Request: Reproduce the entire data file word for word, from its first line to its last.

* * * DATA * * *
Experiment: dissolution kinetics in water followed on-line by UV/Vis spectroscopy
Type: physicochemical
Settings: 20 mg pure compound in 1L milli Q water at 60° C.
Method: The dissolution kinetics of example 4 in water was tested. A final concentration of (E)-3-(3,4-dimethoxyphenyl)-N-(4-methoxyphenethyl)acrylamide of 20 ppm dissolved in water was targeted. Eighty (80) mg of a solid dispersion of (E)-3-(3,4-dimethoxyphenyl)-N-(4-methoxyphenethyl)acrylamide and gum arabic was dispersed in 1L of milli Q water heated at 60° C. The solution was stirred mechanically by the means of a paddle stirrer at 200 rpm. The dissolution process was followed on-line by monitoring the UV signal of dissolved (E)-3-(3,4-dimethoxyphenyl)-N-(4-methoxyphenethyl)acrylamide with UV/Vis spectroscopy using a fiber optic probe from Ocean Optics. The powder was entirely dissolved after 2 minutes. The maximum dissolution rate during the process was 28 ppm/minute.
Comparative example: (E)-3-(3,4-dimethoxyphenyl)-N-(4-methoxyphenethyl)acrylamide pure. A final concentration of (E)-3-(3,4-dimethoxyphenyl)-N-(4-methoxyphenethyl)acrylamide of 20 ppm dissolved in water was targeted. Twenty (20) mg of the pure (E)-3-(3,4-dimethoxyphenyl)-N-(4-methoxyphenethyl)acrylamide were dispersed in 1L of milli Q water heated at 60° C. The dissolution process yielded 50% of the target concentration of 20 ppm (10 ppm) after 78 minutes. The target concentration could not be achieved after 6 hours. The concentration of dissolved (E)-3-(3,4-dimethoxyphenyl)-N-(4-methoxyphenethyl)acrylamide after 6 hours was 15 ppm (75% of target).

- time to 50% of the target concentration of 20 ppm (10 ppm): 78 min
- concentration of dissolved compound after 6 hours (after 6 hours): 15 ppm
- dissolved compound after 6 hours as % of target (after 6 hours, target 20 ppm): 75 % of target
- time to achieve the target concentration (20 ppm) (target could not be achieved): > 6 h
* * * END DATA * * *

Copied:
Experiment: dissolution kinetics in water followed on-line by UV/Vis spectroscopy
Type: physicochemical
Settings: 20 mg pure compound in 1L milli Q water at 60° C.
Method: The dissolution kinetics of example 4 in water was tested. A final concentration of (E)-3-(3,4-dimethoxyphenyl)-N-(4-methoxyphenethyl)acrylamide of 20 ppm dissolved in water was targeted. Eighty (80) mg of a solid dispersion of (E)-3-(3,4-dimethoxyphenyl)-N-(4-methoxyphenethyl)acrylamide and gum arabic was dispersed in 1L of milli Q water heated at 60° C. The solution was stirred mechanically by the means of a paddle stirrer at 200 rpm. The dissolution process was followed on-line by monitoring the UV signal of dissolved (E)-3-(3,4-dimethoxyphenyl)-N-(4-methoxyphenethyl)acrylamide with UV/Vis spectroscopy using a fiber optic probe from Ocean Optics. The powder was entirely dissolved after 2 minutes. The maximum dissolution rate during the process was 28 ppm/minute.
Comparative example: (E)-3-(3,4-dimethoxyphenyl)-N-(4-methoxyphenethyl)acrylamide pure. A final concentration of (E)-3-(3,4-dimethoxyphenyl)-N-(4-methoxyphenethyl)acrylamide of 20 ppm dissolved in water was targeted. Twenty (20) mg of the pure (E)-3-(3,4-dimethoxyphenyl)-N-(4-methoxyphenethyl)acrylamide were dispersed in 1L of milli Q water heated at 60° C. The dissolution process yielded 50% of the target concentration of 20 ppm (10 ppm) after 78 minutes. The target concentration could not be achieved after 6 hours. The concentration of dissolved (E)-3-(3,4-dimethoxyphenyl)-N-(4-methoxyphenethyl)acrylamide after 6 hours was 15 ppm (75% of target).

- time to 50% of the target concentration of 20 ppm (10 ppm): 78 min
- concentration of dissolved compound after 6 hours (after 6 hours): 15 ppm
- dissolved compound after 6 hours as % of target (after 6 hours, target 20 ppm): 75 % of target
- time to achieve the target concentration (20 ppm) (target could not be achieved): > 6 h